End-Sept tax take rose 9.3% to P2.03T
Tax collection rose 9.3 percent year-on-year to P2.03 trillion as of end-September, signaling economic recovery and paving the way for fiscal consolidation to narrow the ballooning fiscal deficit and slow down debt accumulation brought about by more government spending to fight the prolonged pandemic.
Finance Secretary Carlos Dominguez III on Friday said the Bureau of Internal Revenue’s (BIR) tax take from January to September rose 6.9 percent year-on-year to P1.54 trillion.
The Bureau of Customs’ (BOC) collections of import duties and other taxes during the first nine months climbed 18 percent year-on-year to P469.8 billion, Dominguez noted.
Dominguez told a forum organized by the United Nations Economic and Social Commission for Asia and the Pacific (Unescap) that the Philippine government was “confident that the elevated debt and deficit level is a temporary condition, and we can quickly return to fiscal consolidation.
Last month, the Development Budget Coordination Committee (DBCC) said the government next year will start to narrow the budget deficit to pre-pandemic levels alongside expectations of faster economic growth and increased revenue take.
From this year’s widest-ever budget deficit of P1.86 trillion (equivalent to 9.3 percent of gross domestic product), the gap will gradually decline to P1.67 trillion (7.5 percent of GDP) next year, P1.43 trillion (5.9 percent of GDP) in 2023, and P1.29 trillion (4.9 percent of GDP) in 2024, per DBCC projections.
Last year, the national government bloated its fiscal deficit to P1.37 trillion or 7.6 percent of GDP due to higher spending requirements for COVID-19 response while revenue collection weakened amid the pandemic-induced economic slump.
“Because of all the unplanned spending for COVID-19 response and the drop in our revenues due to our lockdowns, we had to deal with a temporary but controlled expansion of our deficit-to-GDP ratio last year. But we had set out a clear strategy for financing our deficit: we prioritized domestic borrowings, followed by official development assistance (ODA), and the international capital markets. We determined this plan as the most prudent approach in ensuring sustainability in our debt service,” Dominguez said.
Dominguez had said that the Department of Finance (DOF) was already working on a “playbook” of fiscal strategies — including possibly new or higher taxes — which the next administration may implement to raise more revenues and revert the budget deficit to about 3 percent of GDP.
The slower revenues amid the pandemic also forced the government to borrow more through concessional loans extended by multilateral banks and bilateral development partners as well as bond issuances in domestic and offshore commercial debt markets.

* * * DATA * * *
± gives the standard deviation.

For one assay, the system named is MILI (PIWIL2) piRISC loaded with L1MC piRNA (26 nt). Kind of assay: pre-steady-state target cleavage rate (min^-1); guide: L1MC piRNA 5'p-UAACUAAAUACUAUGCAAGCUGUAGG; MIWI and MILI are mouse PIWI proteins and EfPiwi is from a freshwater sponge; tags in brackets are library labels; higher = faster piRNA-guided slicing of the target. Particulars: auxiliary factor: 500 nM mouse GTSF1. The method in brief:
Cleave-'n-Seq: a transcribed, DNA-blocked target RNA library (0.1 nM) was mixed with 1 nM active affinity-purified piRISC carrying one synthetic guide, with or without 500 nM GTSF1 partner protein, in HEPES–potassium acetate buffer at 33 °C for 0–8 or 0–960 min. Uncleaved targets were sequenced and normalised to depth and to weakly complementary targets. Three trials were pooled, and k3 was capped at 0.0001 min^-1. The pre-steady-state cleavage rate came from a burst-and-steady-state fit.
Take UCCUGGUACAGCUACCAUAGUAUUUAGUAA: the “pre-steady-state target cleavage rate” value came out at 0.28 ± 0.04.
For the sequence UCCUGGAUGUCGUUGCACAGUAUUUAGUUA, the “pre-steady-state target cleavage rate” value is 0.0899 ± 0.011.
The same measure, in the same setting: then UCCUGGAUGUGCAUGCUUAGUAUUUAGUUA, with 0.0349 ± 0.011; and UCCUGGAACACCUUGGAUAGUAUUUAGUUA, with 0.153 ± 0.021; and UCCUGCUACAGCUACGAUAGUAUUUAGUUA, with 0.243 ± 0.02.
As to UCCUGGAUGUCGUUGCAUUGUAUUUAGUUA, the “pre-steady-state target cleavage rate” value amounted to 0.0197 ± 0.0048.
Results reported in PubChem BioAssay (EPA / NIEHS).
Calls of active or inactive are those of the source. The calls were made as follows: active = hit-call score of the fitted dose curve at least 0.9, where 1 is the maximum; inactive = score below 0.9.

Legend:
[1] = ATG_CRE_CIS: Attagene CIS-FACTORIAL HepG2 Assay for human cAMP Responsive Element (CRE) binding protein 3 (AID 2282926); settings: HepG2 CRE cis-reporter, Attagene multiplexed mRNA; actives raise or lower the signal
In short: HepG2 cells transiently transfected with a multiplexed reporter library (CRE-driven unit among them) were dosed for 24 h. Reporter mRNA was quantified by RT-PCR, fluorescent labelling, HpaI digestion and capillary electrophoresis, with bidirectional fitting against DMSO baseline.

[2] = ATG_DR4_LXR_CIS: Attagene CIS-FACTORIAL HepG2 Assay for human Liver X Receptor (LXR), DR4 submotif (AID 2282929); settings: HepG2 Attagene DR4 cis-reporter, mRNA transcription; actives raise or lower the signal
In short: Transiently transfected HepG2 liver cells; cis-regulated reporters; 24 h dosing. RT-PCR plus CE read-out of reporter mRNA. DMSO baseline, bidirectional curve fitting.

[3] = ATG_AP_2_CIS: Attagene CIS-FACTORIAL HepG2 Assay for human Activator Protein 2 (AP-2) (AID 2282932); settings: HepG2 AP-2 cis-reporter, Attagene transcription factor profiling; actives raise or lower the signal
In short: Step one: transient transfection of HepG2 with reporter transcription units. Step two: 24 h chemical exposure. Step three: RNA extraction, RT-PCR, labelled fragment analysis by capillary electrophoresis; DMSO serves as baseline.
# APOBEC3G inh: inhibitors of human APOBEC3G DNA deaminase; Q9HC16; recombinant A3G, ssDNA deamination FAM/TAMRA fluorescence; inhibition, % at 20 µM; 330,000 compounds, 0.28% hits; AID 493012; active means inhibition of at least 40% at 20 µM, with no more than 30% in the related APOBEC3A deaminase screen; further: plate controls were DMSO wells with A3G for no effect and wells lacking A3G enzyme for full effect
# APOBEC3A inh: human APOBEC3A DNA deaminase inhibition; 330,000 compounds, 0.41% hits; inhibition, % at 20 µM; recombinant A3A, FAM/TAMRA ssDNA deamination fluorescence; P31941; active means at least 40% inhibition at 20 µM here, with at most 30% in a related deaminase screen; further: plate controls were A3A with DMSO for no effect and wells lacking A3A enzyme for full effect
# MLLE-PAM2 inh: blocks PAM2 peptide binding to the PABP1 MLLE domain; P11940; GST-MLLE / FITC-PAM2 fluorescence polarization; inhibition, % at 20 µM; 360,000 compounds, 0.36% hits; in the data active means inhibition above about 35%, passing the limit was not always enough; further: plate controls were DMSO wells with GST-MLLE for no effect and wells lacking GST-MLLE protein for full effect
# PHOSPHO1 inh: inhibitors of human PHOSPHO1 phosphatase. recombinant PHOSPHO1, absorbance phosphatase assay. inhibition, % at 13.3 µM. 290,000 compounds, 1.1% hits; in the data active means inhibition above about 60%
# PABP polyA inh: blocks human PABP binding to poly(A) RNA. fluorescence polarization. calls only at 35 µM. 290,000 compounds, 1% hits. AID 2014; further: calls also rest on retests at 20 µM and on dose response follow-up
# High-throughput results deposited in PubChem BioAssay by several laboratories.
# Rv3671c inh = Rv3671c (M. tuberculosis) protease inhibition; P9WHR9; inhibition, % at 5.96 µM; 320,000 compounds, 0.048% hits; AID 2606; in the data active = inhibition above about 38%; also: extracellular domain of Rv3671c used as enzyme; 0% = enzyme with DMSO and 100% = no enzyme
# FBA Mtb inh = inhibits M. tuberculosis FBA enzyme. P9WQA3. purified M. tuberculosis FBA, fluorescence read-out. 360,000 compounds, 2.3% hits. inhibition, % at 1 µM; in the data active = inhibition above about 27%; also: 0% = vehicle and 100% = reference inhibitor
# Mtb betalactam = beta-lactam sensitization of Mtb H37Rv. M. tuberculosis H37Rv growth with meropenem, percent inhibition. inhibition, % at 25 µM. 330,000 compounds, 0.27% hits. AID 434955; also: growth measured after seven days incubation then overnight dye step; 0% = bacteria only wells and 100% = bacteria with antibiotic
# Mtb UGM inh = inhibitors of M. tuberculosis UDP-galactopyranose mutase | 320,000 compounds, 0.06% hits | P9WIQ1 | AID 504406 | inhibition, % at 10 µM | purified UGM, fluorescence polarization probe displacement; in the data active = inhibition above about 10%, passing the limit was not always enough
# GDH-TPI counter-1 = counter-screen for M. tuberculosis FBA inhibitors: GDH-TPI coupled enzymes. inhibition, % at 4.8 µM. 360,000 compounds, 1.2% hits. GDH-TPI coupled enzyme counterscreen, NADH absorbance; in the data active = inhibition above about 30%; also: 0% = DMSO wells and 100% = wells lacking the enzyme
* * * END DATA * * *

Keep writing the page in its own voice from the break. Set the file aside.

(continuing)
This jacked up the Philippines’ debt-to-GDP, which reflected an economy’s ability to repay its obligations, to 54.6 percent in 2020 from a record-low 39.6 percent in 2019.
Since the debt stock grew faster than the economy during the first half, debt-to-GDP stood at 60.4 percent as of June — slightly above the 60-percent threshold which debt watchers considered as a manageable level among emerging markets.
Debt-to-GDP had been projected to end 2021 at a 16-year high of 59.1 percent, as the national government’s outstanding obligations will hit a record P11.73 trillion by yearend.
Dominguez said the Philippines remained prudent in spending scarce resources as the government “took into account what the country can spend quickly and effectively.”
“Instead of throwing money at the crisis, the government adopted the more prudent strategy of expanding lending to pandemic-hit enterprises by adding more capital to our government banks. Instead of passing funds to what tend to be less efficient government programs, we are leaving money in the private sector’s hands to revitalize their businesses through a hefty reduction in corporate income tax rates,” Dominguez said, referring to the Corporate Recovery and Tax Incentives for Enterprises (CREATE) Act, which slashed the income tax rates slapped on large corporations as well as micro, small and medium enterprises (MSMEs).
The DBCC had estimated the CREATE Law will shed P118.8 billion from tax collections next year; P115 billion in 2023; and P106.5 billion in 2024. This year’s foregone revenues from CREATE were estimated to reach P138.2 billion.
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